Driving Indo-Pacific in an Uncertain World
By Dr Prabir De
Indo-Pacific is in the limelight for quite some time now. It is a multipolar region, contributing more than half of the world’s GDP and population. Indo-Pacific is the lifeline of the entire world; world’s one-third flow of trade and energy passes through this region. The motivation for a larger bloc always comes from the sheer size, resources it owns, and the scope and size of the economies of scale that it can generate. Indo-Pacific has everything, but can it culminate into a formal bloc or a region that goes on building a better world?
Indo-Pacific got a new life when ASEAN in June 2019 and India in November 2019 came out with their respective Indo-Pacific visions. Earlier this week, the EU’s current Chair Germany presented the country’s Indo-Pacific strategy, and it is almost certain that the EU will come out with its Indo-Pacific vision soon. Some more countries such as Canada, Sri Lanka and South Africa are expected to launch their Indo-Pacific visions. Figure 1 illustrates countries within and outside the region that introduced Indo-Pacific visions with ASEAN being encouraged to take centre stage due to ASEAN’s most-ready regional architectures like ASEAN Regional Forum (ARF) and East Asia Summit (EAS). Today, countries and regions one after another are pledging to join the league. The immediate question that comes in our mind is how far are we from an Indo-Pacific order?
Richard Baldwin’s 1993 NBER working paper entitled “A Domino Theory of Regionalism”, offers an explanation. The domino effect is simple. When multilateral bodies fail to meet the countries’ expectations, regional integration sweeps the world like a wildfire or tsunami. Why are countries eager to join Indo-Pacific? The proximate answer is that the world is fully aware of the costs of the rise of only one country or a fixed set of countries and that risk must be avoided. A rules-based global order is what the world needs, which is another reason for the rise of Indo-Pacific. This is also caused by two idiosyncratic events multiplied by a domino effect. The triggering events are the US-China trade war and the global pandemic, which has an origin in China.
Richard Baldwin’s paper tenders an interesting analogy. He said, which I quote: “It is all about political equilibria”, which balance anti- and pro-membership forces, determine the country’s stances on the regional programme like Indo-Pacific. Now add economics in it. Business communities (e.g. traders and investors) are always a powerful pro-membership constituency. An event like Indo-Pacific that triggers closer integration within one or multiple existing blocs harms the profits of nonmember exporters, therefore stimulating them to boost their pro-membership (pro-Indo-Pacific) political activity. The extra activity alters the political equilibrium, leading some countries to join. This enlargement further harms nonmember traders and investors since they now face a disadvantage in a greater number of markets. This second wave brings forth more pro-membership political activity and further enlargement of the Indo-Pacific bloc. The new political equilibrium is marked by larger regional trading blocs. In the meantime, regionalism appears to spread like a wildfire. This might replicate in the case of Indo-Pacific.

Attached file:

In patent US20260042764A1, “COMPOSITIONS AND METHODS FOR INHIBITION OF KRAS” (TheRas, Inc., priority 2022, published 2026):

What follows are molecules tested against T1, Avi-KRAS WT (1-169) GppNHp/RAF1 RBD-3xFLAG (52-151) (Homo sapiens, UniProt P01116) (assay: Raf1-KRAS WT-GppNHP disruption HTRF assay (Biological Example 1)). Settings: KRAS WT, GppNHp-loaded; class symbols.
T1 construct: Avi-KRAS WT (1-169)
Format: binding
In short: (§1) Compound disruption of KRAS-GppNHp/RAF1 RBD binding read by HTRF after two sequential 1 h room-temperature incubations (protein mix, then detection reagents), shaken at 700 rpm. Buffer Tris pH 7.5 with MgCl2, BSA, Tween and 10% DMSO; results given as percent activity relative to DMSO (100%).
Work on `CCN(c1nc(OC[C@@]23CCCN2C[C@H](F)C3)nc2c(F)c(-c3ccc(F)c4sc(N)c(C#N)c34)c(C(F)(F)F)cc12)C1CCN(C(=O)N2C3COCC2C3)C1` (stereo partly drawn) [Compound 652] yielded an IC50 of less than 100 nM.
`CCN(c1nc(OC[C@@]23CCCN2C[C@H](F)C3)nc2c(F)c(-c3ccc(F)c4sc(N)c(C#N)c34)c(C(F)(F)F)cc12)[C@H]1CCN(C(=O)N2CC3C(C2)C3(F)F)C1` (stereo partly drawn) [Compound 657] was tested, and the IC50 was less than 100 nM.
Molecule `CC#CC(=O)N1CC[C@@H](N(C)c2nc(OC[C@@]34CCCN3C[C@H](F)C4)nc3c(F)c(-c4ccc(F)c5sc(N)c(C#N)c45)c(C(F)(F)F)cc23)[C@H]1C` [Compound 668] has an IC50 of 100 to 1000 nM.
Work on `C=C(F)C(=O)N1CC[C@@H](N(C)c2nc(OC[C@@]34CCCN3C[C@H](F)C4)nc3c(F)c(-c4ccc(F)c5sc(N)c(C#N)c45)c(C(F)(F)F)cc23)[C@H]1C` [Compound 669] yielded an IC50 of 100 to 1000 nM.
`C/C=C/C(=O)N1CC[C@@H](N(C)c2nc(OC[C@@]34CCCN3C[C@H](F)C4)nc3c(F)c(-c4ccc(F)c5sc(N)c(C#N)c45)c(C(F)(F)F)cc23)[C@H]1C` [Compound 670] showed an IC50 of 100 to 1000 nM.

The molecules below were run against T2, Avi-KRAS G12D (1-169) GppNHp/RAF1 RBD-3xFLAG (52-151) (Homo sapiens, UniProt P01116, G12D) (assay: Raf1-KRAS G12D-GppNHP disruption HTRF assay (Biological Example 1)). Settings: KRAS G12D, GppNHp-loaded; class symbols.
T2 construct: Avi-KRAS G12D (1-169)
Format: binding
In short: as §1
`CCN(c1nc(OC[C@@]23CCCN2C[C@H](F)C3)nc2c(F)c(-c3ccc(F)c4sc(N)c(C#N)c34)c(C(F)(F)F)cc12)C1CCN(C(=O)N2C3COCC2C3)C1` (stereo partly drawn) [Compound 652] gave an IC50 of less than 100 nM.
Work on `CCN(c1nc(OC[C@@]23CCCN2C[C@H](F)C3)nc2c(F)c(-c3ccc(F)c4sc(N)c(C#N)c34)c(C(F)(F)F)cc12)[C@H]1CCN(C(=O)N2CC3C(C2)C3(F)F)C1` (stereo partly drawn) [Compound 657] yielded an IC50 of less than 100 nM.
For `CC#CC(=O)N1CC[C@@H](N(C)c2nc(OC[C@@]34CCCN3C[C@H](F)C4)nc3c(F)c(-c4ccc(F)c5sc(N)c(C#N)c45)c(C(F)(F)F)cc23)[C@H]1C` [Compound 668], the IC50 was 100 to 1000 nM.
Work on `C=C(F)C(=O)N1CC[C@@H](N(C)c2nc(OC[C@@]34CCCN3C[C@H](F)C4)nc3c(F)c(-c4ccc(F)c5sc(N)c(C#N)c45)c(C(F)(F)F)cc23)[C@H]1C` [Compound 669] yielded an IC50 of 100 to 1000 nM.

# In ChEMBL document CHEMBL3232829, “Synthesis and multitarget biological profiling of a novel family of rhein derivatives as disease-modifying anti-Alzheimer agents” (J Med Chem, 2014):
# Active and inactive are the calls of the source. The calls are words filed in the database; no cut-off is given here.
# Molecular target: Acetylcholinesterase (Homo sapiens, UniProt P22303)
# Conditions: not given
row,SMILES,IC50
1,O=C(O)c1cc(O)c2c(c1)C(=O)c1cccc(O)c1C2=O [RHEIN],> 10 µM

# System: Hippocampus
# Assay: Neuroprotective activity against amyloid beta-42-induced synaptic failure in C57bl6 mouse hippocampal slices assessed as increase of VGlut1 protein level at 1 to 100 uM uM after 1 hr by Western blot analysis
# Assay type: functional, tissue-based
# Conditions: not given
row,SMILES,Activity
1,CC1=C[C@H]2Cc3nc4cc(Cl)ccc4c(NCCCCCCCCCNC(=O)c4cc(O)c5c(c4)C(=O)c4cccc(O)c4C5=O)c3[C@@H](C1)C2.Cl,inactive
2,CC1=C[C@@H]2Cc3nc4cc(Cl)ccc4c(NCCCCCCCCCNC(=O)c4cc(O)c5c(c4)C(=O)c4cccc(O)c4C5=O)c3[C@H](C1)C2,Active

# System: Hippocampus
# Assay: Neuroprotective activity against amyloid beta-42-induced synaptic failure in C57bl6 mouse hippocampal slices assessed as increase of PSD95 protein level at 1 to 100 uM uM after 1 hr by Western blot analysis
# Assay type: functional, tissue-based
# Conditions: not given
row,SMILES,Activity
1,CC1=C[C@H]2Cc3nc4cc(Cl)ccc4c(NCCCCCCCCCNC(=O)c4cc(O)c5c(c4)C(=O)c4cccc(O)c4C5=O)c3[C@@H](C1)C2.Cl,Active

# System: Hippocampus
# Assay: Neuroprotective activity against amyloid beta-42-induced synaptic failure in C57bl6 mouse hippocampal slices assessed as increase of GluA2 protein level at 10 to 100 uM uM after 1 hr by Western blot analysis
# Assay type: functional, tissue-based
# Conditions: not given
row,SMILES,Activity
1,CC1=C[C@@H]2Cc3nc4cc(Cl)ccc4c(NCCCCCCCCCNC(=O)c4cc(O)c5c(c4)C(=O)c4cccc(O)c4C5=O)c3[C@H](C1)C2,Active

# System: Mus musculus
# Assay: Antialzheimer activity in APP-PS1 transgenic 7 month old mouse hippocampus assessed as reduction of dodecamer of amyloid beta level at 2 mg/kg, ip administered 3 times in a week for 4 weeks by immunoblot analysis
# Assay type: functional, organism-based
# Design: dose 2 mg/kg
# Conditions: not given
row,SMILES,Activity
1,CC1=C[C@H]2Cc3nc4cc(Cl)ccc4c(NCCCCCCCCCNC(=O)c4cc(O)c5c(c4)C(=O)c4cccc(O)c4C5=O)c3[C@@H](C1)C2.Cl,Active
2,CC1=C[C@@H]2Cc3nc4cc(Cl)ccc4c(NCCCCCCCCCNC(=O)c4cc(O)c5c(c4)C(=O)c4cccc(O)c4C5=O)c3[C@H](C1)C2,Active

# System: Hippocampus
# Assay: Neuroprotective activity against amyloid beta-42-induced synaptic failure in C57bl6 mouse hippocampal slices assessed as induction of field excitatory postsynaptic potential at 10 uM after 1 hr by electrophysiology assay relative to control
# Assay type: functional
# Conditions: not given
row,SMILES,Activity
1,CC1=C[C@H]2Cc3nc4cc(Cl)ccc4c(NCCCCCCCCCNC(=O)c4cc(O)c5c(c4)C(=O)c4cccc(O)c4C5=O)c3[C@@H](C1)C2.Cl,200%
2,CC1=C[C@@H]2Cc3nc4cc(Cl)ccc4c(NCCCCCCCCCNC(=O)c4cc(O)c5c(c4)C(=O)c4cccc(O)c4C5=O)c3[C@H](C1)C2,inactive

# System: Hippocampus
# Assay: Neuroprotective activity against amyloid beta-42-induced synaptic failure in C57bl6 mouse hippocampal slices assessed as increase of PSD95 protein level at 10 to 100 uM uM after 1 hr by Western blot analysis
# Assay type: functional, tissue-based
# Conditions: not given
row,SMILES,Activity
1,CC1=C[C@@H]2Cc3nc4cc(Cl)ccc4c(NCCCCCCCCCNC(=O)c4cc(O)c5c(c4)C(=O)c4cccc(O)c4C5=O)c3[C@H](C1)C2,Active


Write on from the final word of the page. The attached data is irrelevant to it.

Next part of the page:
India’s performance in Indo-Pacific has come out impressive. In India, Indo-Pacific is a benign and transparent initiative. India’s vision Security And Growth for All in the Region (SAGAR) has been introduced. PM Modi’s speech at Shangri La Dialogue in 2018 “Free, Open Prosperous and Inclusive Indo–Pacific” has further provided political direction. Besides economic relations, India’s security partnerships with countries in Indo-Pacific such as the US, Japan, Australia and several ASEAN countries, have expanded significantly in recent years. Both Indian External Affairs Minister and Foreign Secretary have kept the Indo-Pacific active, which is concurrently shaping the posture of international affairs. There have been regular meetings, particularly virtual meetings even in this Covid-19 period.
In 2019, ASEAN SKYCHURP on Indo-Pacific (AOIP) was introduced by ASEAN, and India has introduced the Indo-Pacific Oceans Initiative (IPOI). These two versions have added further fillip to the emerging Indo-Pacific construct. India-Japan Vision Statement dated 29 October 2018 has also provided crucial political support to Indo-Pacific. While highlighting the criticality of finding common solutions by working together, Prime Minister Modi proposed at the 14th East Asia Summit an IPOI for addressing challenges and ensuring a safe, secure and stable maritime domain.
With the announcement of the AOIP and IPOI in 2019, Indo-Pacific has started receiving attention globally. As an open global initiative, the IPOI draws on existing regional cooperation architecture and mechanisms to focus on seven central pillars conceived around Maritime Security; Maritime Ecology; Maritime Resources; Capacity Building and Resource Sharing; Disaster Risk Reduction and Management; Science, Technology and Academic Cooperation; and Trade Connectivity and Maritime Transport. AOIP and IPOI show commonalities and also the scope of cooperation, particularly in view of unfolding global order in the backdrop of ongoing Coronavirus pandemic. The National Maritime Foundation (NMF) of India came out with the first ever Indo-Pacific Report in 2019. A good set of literature on Indo-Pacific is needed to strengthen its intellectual base.